My very natural movement towards the greatest symphonies and operas and other more… “ethnically diverse” forms is neither a change in tastes nor a radical change of course but the logical product of a long course of development.


A course of development that finally leads to the pressing desire for synthesis, a project toyed with for a long time following the “prismatic” paths of this decade, paths imposed upon me in fact by broadcasting systems and the pitfall of classification, as well as institutional frameworks. Indeed, conducting a contemporary music ensemble while leading an invited conductor’s career, organising festivals, instilling ideas and setting up and conducting a new-generation symphony orchestra are simply the different pieces of the same puzzle, the tools used to fulfil a single, obsessional desire: “being like music”, living in shared contact with works on a daily basis, in physical contact with the orchestra. Is that such a great ambition?


To do so, one must, if necessary and beyond cumbersomeness, (habits in particular, outdated tools and commonplace behaviour) imagine and create the tools of our dreams, more suitable for the period we live in and in line with others’ dreams, well beyond the most simplistic classifications.


I am currently thinking about and conceiving a great symphony orchestra that is flexible and versatile as far as repertoires are concerned, inventive in its forms of representation, horizontal in its broadcasting means and rigorous in its approach to music that functions in the spirit of chamber music. Let’s dare! Since “It is a vital duty for us (it is from Tapis (a painter with whom I am utterly in tune) that I am once again going to borrow these few words to conclude this portrait) to turn our backs on many aspects of today’s world, deny them and refuse to accept them under whatever prestigious or sacred halo they are presented to us. Our destiny is at stake: either propagate ignorance and misleading myths or search for knowledge and happiness. This alternative deserves us devoting our entire lives to it, it is worth the adventure and risk of being taken for an enlightened person (…)”.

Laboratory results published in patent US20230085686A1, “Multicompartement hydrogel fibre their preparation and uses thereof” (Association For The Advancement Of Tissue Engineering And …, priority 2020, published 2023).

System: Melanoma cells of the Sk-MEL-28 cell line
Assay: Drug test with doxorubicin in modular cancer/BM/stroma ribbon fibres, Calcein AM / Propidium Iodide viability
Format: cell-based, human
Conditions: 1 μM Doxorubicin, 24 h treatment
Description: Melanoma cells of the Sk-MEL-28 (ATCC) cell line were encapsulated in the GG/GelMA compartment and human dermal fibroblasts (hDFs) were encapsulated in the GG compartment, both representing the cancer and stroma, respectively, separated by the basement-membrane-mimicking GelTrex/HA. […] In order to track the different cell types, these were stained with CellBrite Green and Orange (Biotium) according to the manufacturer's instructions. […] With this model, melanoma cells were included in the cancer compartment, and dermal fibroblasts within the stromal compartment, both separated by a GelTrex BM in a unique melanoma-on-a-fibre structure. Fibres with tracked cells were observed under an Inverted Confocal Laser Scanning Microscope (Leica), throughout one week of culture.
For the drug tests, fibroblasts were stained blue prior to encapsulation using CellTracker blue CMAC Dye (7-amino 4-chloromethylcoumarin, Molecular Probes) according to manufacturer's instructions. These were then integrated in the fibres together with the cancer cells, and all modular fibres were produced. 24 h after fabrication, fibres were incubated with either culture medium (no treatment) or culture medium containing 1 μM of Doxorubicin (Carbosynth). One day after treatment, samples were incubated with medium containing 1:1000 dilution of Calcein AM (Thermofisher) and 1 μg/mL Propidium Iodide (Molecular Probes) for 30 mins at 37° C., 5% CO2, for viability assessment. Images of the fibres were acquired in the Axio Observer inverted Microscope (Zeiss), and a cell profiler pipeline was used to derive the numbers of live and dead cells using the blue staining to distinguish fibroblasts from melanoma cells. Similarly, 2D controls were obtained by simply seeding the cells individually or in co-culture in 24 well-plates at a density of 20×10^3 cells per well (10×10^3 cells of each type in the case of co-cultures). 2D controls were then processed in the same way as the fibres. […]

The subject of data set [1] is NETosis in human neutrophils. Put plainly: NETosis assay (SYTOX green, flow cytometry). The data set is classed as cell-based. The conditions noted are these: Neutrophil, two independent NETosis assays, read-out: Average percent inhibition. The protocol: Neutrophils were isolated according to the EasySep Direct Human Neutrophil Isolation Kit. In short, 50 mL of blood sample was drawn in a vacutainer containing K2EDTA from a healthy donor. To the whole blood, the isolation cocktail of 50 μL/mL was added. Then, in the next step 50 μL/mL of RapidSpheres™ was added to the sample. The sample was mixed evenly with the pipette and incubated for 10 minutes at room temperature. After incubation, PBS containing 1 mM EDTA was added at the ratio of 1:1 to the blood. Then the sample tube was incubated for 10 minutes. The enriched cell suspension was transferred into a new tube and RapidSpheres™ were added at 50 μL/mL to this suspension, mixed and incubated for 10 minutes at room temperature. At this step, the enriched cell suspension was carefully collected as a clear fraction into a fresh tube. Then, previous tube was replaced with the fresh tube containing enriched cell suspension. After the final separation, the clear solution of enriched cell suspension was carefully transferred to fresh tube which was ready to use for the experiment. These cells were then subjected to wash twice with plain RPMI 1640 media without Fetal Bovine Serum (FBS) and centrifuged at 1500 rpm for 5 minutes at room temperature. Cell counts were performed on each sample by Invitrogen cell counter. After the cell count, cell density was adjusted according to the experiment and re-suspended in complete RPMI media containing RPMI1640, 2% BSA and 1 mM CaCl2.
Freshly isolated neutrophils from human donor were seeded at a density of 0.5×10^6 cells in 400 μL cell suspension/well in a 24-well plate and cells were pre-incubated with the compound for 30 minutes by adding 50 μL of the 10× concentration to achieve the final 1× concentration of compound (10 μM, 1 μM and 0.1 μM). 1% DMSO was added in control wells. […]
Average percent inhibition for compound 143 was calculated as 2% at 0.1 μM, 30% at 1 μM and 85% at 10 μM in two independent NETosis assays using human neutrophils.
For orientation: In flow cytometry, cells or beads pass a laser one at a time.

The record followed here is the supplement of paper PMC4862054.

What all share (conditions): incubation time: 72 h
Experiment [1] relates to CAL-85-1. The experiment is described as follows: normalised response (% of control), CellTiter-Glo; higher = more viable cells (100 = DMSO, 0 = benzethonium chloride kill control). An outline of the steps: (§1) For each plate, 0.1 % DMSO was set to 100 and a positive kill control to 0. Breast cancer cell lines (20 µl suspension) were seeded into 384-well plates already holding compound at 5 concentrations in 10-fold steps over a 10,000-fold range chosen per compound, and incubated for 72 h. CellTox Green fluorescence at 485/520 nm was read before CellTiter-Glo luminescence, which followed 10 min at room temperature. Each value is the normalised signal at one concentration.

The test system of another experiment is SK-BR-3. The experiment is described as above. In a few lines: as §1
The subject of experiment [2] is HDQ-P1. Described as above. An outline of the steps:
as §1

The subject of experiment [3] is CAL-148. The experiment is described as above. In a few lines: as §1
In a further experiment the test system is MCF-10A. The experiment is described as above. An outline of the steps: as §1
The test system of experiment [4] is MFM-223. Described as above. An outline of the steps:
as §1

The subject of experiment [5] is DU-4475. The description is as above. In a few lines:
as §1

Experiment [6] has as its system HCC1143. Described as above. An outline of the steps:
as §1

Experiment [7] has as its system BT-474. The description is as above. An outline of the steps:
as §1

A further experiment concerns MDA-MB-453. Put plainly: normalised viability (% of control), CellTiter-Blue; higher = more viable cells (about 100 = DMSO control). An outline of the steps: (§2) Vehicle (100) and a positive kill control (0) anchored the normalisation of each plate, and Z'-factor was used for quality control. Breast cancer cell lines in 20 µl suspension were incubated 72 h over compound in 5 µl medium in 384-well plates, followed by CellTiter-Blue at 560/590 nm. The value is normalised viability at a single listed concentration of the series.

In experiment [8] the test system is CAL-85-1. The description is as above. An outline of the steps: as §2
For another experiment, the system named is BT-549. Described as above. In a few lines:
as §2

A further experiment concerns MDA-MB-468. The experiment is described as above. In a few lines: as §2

Having pursued an artistic ideal by conducting for a decade now, one thing appears to me to be true today: the only thing that counts, beyond the conductor’s technique, role, duties or social incarnation is his “being like music”, which makes him a genuine sound craftsman, a producer, a medium for passing on the message, a carrier of dreams and ideals. This is a simple statement of fact but is often contradicted and overshadowed by pomp and ceremony, duties, tricks, convention and appearance, fantasies related to the image of the omnipotent conductor. The musician in his relationship with his instrument and the conductor with his orchestra has this two-way “tactile”, ineffable presence with the material, a material that is rough, worked and poetised. It is this very immediate, physical relationship with sound, this sensorial, sensitive and physical commitment to the organic, organised material of music that I am interested in pursuing and developing.


Beyond the work’s poetic and philosophical message… commuted to a decodable, transmissible musical language, music represents a rough art above all for me, first degree art that “integrates” us into and links us to the “vibrant structure of the universe”. This is one of the reasons why performing today’s music has been such a major part of my musical career path. Contrary to generally accepted ideas, so-called “contemporary” music is anything but rhetorical entertainment: an incredible, priceless meeting point for thoughts, a stratification of highly structured creations and conceptual simple or complex imaginations, in the image of our world. On account of this even more vivid “first degree dimension”, a more direct relationship with sound, there is no need for prior knowledge to perceive, feel and receive “the impact of the work”. Tapiès wrote: “It is not essential, when we look at a painting, listen to music or read a poem to analyse the work. It is already significant that the viewer accepts the work’s impact and the chords it strikes in their mind, however confused.


Art has an effect on all of our sensitivity, not just our intellect”.

Art, and music in particular, is definitely a source of knowledge, an aid to meditation, inexpressible, certainly, but highly incarnate too, a place of sharing with great spiritual value. It is this central idea of making an “absolute gift of yourself” (exchanging energy, poetic transfer, as faithful as possible a reproduction of the work’s spirit and immediate communication with the listener) that constitutes for me the very essence of being a conductor.


Daniel KAWKA.